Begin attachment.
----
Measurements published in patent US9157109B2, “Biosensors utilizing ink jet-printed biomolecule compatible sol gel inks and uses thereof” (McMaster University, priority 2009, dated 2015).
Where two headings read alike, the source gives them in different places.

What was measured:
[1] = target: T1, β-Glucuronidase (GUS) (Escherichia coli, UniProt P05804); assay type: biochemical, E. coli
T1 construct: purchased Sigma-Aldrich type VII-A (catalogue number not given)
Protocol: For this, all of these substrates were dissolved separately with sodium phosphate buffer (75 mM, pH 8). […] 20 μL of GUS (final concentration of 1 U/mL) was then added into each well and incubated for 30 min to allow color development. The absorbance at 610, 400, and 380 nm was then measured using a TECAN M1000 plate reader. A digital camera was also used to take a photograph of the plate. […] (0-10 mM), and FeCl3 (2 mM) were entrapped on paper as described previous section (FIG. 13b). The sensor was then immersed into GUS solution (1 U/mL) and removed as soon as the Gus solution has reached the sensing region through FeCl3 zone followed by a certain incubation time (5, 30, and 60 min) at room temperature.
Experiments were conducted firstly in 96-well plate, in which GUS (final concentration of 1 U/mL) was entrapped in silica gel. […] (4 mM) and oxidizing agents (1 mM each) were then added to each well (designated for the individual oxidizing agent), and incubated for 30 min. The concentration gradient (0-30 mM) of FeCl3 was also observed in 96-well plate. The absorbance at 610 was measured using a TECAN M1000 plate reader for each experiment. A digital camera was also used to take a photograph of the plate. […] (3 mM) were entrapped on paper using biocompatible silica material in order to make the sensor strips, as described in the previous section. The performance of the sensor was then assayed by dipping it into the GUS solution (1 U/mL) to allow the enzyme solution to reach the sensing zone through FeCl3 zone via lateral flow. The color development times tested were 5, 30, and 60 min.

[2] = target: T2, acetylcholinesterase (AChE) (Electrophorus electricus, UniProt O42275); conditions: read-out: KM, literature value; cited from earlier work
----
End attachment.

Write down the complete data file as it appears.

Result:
Measurements published in patent US9157109B2, “Biosensors utilizing ink jet-printed biomolecule compatible sol gel inks and uses thereof” (McMaster University, priority 2009, dated 2015).
Where two headings read alike, the source gives them in different places.

What was measured:
[1] = target: T1, β-Glucuronidase (GUS) (Escherichia coli, UniProt P05804); assay type: biochemical, E. coli
T1 construct: purchased Sigma-Aldrich type VII-A (catalogue number not given)
Protocol: For this, all of these substrates were dissolved separately with sodium phosphate buffer (75 mM, pH 8). […] 20 μL of GUS (final concentration of 1 U/mL) was then added into each well and incubated for 30 min to allow color development. The absorbance at 610, 400, and 380 nm was then measured using a TECAN M1000 plate reader. A digital camera was also used to take a photograph of the plate. […] (0-10 mM), and FeCl3 (2 mM) were entrapped on paper as described previous section (FIG. 13b). The sensor was then immersed into GUS solution (1 U/mL) and removed as soon as the Gus solution has reached the sensing region through FeCl3 zone followed by a certain incubation time (5, 30, and 60 min) at room temperature.
Experiments were conducted firstly in 96-well plate, in which GUS (final concentration of 1 U/mL) was entrapped in silica gel. […] (4 mM) and oxidizing agents (1 mM each) were then added to each well (designated for the individual oxidizing agent), and incubated for 30 min. The concentration gradient (0-30 mM) of FeCl3 was also observed in 96-well plate. The absorbance at 610 was measured using a TECAN M1000 plate reader for each experiment. A digital camera was also used to take a photograph of the plate. […] (3 mM) were entrapped on paper using biocompatible silica material in order to make the sensor strips, as described in the previous section. The performance of the sensor was then assayed by dipping it into the GUS solution (1 U/mL) to allow the enzyme solution to reach the sensing zone through FeCl3 zone via lateral flow. The color development times tested were 5, 30, and 60 min.

[2] = target: T2, acetylcholinesterase (AChE) (Electrophorus electricus, UniProt O42275); conditions: read-out: KM, literature value; cited from earlier work